We thus hold that a Section 18 counterclaim should be denied without prejudice if the Board sustains a Section 2(d) opposition based on registrations that are not challenged by the counterclaim. This modest extension of the Eurostar holdings is consistent with the policies and concerns behind that decision. Section 18 should not be used to force the Board into conducting likelihood of confusion analyses that cannot have a real impact on the registrability of a mark.

Read comments and post your comment here.

TTABlogger comment: Do you agree that the marks look alike? sound alike? have the same meaning? BTW, if the counterclaim is moot, is the Section 18 discussion mere dictum?

Text Copyright John L. Welch 2024.

Friday, April 12, 2024

CAFC Partially Remands "HERE COMES THE JUDGE" Appeal to TTAB for Production of AEO Materials

Well, here's a bit of "inside baseball." You may recall that, about a year ago, Michael P. Chisena was on the losing end of three oppositions brought by the Major League Baseball Players Association (MBPLA) and New York Yankee outfielder Aaron Judge. [TTABlogged here]. Chisena, now appearing pro se, appealed to the CAFC. He then filed a motion for access to Attorneys-Eyes-Only material that he was not allowed to see when he was represented by counsel before the Board. The court granted a limited remand so that the Board may consider the issue but limited the potential production to materials cited in the trial briefs at the TTAB and/or in the TTAB's decision. Michael P. Chisena v. Major League Baseball Players Association, Aaron Judge, Appeal No. 2023-2073 (Fed. Cir., Nov. 8, 2023).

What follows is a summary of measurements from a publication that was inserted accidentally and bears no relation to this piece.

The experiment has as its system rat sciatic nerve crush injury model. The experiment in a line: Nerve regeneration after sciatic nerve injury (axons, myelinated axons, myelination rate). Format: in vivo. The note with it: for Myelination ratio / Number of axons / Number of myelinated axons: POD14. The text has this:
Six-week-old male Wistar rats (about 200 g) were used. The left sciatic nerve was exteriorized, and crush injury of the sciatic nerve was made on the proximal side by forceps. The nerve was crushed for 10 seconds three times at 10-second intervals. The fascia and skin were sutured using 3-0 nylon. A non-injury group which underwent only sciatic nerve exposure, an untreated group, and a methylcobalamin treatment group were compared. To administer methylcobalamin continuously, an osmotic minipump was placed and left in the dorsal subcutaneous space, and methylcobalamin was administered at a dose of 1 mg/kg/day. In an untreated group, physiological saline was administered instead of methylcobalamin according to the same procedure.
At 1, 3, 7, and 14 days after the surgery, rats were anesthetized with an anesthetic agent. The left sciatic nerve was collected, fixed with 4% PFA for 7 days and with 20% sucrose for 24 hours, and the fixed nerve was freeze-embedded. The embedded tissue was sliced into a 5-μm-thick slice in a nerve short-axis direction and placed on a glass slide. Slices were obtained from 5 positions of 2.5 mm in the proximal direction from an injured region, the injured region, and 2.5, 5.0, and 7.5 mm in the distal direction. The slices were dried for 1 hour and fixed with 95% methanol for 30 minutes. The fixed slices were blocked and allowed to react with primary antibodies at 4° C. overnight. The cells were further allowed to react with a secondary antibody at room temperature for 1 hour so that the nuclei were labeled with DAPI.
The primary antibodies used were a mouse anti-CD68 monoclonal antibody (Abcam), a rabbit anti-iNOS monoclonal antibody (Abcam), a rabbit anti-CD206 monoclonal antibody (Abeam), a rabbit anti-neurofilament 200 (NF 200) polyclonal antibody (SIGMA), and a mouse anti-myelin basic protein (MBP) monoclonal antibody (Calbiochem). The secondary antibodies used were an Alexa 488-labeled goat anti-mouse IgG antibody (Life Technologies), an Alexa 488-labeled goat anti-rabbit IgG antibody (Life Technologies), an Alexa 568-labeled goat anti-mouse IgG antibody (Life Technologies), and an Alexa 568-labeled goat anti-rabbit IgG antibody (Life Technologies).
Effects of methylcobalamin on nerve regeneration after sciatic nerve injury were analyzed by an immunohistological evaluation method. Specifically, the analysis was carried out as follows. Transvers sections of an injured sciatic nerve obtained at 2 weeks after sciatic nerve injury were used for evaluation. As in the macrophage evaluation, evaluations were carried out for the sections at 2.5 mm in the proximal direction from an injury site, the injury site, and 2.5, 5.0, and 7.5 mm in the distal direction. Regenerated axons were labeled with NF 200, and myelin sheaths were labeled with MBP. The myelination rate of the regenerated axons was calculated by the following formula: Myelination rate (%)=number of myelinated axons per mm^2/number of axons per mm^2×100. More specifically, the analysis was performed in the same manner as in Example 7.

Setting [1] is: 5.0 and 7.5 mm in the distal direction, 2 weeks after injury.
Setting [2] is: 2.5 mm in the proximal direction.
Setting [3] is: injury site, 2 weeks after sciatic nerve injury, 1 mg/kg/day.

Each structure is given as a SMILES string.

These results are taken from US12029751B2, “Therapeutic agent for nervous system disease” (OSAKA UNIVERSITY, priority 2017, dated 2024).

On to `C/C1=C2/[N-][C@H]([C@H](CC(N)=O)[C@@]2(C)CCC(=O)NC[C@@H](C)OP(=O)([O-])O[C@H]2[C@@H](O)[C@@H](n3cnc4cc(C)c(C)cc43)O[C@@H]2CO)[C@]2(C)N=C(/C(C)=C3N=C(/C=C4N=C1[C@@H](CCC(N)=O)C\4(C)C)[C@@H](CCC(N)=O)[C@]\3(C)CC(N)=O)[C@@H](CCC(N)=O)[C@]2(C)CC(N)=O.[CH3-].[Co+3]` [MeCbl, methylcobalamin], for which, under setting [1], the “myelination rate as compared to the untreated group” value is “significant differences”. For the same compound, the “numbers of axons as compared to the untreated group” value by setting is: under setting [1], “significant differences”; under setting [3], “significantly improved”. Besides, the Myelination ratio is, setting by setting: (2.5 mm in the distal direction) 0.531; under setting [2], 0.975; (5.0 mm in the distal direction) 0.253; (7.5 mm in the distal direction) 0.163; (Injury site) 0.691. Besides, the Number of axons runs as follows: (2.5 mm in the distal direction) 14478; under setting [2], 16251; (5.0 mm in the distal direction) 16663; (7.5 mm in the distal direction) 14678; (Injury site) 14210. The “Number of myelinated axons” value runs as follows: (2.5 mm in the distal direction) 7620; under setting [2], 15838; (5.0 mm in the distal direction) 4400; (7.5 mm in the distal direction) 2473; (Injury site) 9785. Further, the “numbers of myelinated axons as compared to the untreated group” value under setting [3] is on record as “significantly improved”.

In its remand order, the CAFC stated: "the court finds it appropriate to remand to allow the Board to consider whether the protective order should be modified to allow Mr. Chisena access to appellees’ AEO-designated material referenced in either the trial briefs or the Board’s final decision to ensure he has a fair opportunity to prosecute his case on appeal."

On April 10, 2024, the Board issued an order [here] requiring the parties to "meet and confer in good faith to (i) identify the AEO-designated materials to which the parties’ trial briefs or the Board’s final decision referred, and (ii) determine which of those AEO-designated materials, if any, can be redesignated as 'CONFIDENTIAL' by agreement of the parties."